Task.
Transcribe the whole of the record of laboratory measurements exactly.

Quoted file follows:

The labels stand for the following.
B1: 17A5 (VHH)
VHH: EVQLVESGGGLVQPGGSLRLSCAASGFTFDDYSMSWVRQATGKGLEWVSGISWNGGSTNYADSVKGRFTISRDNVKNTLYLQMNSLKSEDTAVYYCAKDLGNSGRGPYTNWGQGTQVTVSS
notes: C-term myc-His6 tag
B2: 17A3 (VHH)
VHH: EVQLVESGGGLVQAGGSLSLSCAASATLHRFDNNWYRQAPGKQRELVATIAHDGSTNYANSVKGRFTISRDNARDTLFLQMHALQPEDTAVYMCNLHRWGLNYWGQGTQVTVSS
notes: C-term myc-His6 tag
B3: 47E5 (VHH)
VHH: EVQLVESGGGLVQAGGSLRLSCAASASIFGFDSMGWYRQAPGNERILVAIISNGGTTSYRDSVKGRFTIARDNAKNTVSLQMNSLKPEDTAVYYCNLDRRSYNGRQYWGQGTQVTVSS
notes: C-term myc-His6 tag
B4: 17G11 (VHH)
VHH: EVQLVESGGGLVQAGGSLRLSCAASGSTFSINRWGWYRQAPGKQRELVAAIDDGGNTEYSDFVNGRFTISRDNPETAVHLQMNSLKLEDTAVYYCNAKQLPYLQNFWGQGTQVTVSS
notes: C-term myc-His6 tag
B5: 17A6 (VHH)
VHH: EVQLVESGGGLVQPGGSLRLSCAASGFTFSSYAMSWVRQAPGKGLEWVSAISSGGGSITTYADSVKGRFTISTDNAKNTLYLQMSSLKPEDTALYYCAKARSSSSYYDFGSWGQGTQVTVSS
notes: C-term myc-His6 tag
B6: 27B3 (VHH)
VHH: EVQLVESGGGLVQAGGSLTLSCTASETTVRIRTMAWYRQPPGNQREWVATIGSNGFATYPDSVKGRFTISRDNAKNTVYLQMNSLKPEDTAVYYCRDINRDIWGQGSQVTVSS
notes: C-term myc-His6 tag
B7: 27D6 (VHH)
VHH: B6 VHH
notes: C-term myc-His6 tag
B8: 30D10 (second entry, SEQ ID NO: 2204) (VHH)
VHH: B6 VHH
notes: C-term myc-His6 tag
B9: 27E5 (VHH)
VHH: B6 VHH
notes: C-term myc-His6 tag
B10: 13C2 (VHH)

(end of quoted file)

The labels stand for the following.
B1: 17A5 (VHH)
VHH: EVQLVESGGGLVQPGGSLRLSCAASGFTFDDYSMSWVRQATGKGLEWVSGISWNGGSTNYADSVKGRFTISRDNVKNTLYLQMNSLKSEDTAVYYCAKDLGNSGRGPYTNWGQGTQVTVSS
notes: C-term myc-His6 tag
B2: 17A3 (VHH)
VHH: EVQLVESGGGLVQAGGSLSLSCAASATLHRFDNNWYRQAPGKQRELVATIAHDGSTNYANSVKGRFTISRDNARDTLFLQMHALQPEDTAVYMCNLHRWGLNYWGQGTQVTVSS
notes: C-term myc-His6 tag
B3: 47E5 (VHH)
VHH: EVQLVESGGGLVQAGGSLRLSCAASASIFGFDSMGWYRQAPGNERILVAIISNGGTTSYRDSVKGRFTIARDNAKNTVSLQMNSLKPEDTAVYYCNLDRRSYNGRQYWGQGTQVTVSS
notes: C-term myc-His6 tag
B4: 17G11 (VHH)
VHH: EVQLVESGGGLVQAGGSLRLSCAASGSTFSINRWGWYRQAPGKQRELVAAIDDGGNTEYSDFVNGRFTISRDNPETAVHLQMNSLKLEDTAVYYCNAKQLPYLQNFWGQGTQVTVSS
notes: C-term myc-His6 tag
B5: 17A6 (VHH)
VHH: EVQLVESGGGLVQPGGSLRLSCAASGFTFSSYAMSWVRQAPGKGLEWVSAISSGGGSITTYADSVKGRFTISTDNAKNTLYLQMSSLKPEDTALYYCAKARSSSSYYDFGSWGQGTQVTVSS
notes: C-term myc-His6 tag
B6: 27B3 (VHH)
VHH: EVQLVESGGGLVQAGGSLTLSCTASETTVRIRTMAWYRQPPGNQREWVATIGSNGFATYPDSVKGRFTISRDNAKNTVYLQMNSLKPEDTAVYYCRDINRDIWGQGSQVTVSS
notes: C-term myc-His6 tag
B7: 27D6 (VHH)
VHH: B6 VHH
notes: C-term myc-His6 tag
B8: 30D10 (second entry, SEQ ID NO: 2204) (VHH)
VHH: B6 VHH
notes: C-term myc-His6 tag
B9: 27E5 (VHH)
VHH: B6 VHH
notes: C-term myc-His6 tag
B10: 13C2 (VHH)